Intestinal involvement by endometriosis traditionally required open laparotomy for bowel resection and anastomosis. Operative laparoscopy may offer the most effective form of treatment for these women. Two women with endometriosis of the rectum and right hemicolon, respectively, underwent transvaginal resection of the rectum and laparotomy for hemicolectomy, assisted by laparoscopy. The only morbidity was postoperative ileus in the former patient. Both women were asymptomatic at the 6-week postoperative visit.
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ranking = 2
keywords = operative
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6/63. Primary locally infiltrative gastrointestinal aspergilloma in a non-neutropaenic child.

    A 21-month-old male child presented with malnutrition and painless abdominal masses. The masses were provisionally diagnosed as being abdominal lymphoma. Pre-operative investigations did not establish any other cause. The diagnosis of primary gastrointestinal aspergilloma was obtained only post-operatively by histopathology and tissue culture. Following surgery, the tumour grew rapidly and massively despite intravenous amphotericin-B, in the recommended doses. The tumour caused recurrent intestinal obstruction which necessitated multiple extensive surgical excisions. The patient finally died due to sepsis and gastrointestinal bleeding. We believe this to be the first description of a primary gastrointestinal aspergilloma with aggressive local infiltration in a non-neutropenic child.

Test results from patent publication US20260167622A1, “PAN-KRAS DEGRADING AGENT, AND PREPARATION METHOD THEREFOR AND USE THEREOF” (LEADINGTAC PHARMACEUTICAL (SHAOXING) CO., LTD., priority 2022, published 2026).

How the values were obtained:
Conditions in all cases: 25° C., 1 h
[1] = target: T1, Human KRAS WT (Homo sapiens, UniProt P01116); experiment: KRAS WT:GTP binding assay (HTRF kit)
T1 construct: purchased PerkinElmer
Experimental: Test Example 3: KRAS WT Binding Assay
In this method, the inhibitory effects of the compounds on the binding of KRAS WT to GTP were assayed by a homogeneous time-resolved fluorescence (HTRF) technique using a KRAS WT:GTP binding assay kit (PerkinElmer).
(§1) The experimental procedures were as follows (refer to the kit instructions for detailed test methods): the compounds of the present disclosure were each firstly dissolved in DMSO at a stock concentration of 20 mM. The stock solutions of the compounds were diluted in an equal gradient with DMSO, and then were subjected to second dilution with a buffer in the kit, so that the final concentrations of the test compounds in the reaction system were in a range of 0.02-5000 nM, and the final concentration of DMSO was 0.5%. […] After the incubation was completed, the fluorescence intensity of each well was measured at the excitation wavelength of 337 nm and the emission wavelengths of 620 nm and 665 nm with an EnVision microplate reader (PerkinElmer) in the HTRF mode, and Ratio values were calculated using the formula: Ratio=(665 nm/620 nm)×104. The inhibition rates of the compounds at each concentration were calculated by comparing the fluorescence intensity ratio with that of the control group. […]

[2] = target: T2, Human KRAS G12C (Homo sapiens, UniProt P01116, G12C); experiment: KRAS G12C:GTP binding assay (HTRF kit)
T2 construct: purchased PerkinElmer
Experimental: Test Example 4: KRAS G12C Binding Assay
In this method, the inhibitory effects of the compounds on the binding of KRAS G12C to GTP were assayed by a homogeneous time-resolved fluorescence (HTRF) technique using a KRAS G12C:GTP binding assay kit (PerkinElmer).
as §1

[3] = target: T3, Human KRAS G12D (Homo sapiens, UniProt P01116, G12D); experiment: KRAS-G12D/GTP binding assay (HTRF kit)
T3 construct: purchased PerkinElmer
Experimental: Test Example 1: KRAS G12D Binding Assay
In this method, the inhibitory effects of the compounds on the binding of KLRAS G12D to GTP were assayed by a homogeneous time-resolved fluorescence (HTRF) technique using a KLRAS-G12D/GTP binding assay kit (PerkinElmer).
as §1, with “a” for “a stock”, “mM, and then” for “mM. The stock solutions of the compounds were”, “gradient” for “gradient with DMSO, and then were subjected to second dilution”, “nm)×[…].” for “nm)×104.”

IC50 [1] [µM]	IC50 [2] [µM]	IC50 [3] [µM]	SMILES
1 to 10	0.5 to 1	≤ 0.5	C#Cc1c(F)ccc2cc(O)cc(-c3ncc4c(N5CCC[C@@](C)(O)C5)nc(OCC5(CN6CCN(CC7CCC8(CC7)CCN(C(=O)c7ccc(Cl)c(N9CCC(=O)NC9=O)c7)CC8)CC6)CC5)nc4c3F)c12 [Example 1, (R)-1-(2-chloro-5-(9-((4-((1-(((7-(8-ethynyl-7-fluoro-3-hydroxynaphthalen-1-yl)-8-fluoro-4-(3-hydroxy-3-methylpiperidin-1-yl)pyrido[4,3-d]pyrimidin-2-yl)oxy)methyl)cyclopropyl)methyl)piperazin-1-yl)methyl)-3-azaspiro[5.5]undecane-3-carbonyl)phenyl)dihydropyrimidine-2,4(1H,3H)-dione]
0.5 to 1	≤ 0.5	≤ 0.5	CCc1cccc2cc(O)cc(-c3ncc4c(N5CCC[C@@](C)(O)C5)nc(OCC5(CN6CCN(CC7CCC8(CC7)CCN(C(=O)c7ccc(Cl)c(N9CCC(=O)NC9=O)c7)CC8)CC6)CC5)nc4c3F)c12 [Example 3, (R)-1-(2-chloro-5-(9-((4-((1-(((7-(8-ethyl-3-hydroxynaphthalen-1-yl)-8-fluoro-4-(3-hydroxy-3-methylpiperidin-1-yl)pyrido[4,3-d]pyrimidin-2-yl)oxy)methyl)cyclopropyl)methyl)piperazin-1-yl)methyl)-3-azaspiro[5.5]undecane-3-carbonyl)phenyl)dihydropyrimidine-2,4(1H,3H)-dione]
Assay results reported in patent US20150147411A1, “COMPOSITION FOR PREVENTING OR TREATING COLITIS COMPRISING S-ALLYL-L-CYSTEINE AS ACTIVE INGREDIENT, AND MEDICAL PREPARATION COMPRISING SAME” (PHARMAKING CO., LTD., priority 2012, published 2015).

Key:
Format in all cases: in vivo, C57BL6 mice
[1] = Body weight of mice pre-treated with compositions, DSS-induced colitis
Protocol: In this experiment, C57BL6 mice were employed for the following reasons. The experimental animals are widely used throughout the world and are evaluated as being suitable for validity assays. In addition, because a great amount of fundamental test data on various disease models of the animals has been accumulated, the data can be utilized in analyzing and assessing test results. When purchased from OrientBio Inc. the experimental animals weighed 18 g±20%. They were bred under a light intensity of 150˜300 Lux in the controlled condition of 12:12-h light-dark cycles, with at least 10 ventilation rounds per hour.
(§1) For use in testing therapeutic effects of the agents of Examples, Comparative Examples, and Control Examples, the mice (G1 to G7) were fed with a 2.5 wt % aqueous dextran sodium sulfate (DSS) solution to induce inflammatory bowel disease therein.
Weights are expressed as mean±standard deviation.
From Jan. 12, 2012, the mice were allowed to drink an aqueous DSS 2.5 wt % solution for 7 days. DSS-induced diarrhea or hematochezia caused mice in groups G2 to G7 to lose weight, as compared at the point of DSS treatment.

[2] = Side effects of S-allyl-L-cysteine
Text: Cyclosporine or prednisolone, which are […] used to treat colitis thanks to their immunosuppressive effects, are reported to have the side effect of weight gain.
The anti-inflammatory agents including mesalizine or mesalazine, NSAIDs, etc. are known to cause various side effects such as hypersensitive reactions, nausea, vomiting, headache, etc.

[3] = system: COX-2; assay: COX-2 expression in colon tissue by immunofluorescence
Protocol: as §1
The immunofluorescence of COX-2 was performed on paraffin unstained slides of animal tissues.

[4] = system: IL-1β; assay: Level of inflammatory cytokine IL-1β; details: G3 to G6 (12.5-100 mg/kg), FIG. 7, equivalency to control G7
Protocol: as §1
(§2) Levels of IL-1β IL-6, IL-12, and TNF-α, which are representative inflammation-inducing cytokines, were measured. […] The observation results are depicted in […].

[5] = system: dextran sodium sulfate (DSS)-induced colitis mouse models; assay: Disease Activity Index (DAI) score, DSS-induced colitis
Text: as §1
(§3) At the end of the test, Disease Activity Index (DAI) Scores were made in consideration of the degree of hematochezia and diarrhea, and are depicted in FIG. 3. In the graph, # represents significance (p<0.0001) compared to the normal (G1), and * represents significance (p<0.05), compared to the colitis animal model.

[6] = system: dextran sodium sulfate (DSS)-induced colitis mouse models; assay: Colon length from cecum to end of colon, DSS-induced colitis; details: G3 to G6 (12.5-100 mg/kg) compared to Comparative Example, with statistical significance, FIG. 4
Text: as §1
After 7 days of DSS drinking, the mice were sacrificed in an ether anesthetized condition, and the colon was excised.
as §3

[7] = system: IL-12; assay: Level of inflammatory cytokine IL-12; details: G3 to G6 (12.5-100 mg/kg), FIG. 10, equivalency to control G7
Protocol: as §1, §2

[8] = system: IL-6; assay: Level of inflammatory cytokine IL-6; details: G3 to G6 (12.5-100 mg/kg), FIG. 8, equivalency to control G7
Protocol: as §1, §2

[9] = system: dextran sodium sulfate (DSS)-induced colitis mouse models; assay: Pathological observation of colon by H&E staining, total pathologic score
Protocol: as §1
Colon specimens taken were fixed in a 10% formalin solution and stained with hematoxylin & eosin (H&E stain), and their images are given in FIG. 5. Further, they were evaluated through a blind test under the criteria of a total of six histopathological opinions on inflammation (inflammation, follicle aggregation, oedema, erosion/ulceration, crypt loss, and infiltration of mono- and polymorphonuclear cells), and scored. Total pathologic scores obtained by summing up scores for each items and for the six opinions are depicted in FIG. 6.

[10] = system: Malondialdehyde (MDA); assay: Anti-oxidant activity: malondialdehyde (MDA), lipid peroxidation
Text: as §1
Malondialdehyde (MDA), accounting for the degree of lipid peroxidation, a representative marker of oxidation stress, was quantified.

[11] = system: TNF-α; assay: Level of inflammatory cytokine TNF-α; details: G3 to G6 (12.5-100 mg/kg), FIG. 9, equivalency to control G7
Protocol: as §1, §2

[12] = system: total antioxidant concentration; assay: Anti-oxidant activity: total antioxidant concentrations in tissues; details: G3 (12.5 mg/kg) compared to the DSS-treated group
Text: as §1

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ranking = 2
keywords = operative
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7/63. Herniation of the small bowel through the port site following removal of drains during laparoscopic surgery.

    BACKGROUND/AIMS: Generally, the port site is used as the delivery route for drainage after laparoscopic abdominal surgery. We report this case because of the rarity of the complication related to laparoscopic procedures. methods: A 75-year-old woman underwent a laparoscopic-assisted sigmoid colectomy for early stage cancer. RESULTS: After the operation, her postoperative course was uneventful. However, just after removing the drains, the small bowel was found to have herniated through the port site used as the insertion route for the drains. An emergency relaparotomy was done and a segment of the necrotic small bowel had to be resected. CONCLUSION: To prevent this complication, we suggest that, first of all, in elderly and thin patients smaller trocar insertion sites (<10 mm) should be utilized as insertion routes for the drains and, secondly, the fascial defect should be closed just after removing the drains whenever the defect measures 10 mm or more in size.